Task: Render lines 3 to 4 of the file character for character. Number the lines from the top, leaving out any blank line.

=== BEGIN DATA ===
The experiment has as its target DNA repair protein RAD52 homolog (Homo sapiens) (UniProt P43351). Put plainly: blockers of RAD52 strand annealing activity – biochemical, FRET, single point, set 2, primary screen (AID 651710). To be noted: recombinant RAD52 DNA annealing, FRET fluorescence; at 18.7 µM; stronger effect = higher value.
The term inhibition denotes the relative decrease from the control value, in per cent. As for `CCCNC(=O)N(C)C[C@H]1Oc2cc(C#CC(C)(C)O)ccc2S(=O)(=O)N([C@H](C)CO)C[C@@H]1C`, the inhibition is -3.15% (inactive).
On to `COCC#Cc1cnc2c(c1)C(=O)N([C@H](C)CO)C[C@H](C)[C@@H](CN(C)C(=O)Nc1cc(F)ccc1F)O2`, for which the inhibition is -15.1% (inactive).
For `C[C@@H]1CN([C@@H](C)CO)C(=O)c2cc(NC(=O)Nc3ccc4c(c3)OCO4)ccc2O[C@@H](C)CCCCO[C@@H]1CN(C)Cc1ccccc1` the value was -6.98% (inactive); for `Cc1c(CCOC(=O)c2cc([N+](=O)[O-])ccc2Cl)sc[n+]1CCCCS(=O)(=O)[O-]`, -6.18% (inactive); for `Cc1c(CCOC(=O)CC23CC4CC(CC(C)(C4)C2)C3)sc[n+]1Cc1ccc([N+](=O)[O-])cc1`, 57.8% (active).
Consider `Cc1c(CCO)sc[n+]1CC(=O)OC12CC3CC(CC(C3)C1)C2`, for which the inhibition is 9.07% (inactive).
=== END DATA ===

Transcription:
On to `COCC#Cc1cnc2c(c1)C(=O)N([C@H](C)CO)C[C@H](C)[C@@H](CN(C)C(=O)Nc1cc(F)ccc1F)O2`, for which the inhibition is -15.1% (inactive).
For `C[C@@H]1CN([C@@H](C)CO)C(=O)c2cc(NC(=O)Nc3ccc4c(c3)OCO4)ccc2O[C@@H](C)CCCCO[C@@H]1CN(C)Cc1ccccc1` the value was -6.98% (inactive); for `Cc1c(CCOC(=O)c2cc([N+](=O)[O-])ccc2Cl)sc[n+]1CCCCS(=O)(=O)[O-]`, -6.18% (inactive); for `Cc1c(CCOC(=O)CC23CC4CC(CC(C)(C4)C2)C3)sc[n+]1Cc1ccc([N+](=O)[O-])cc1`, 57.8% (active).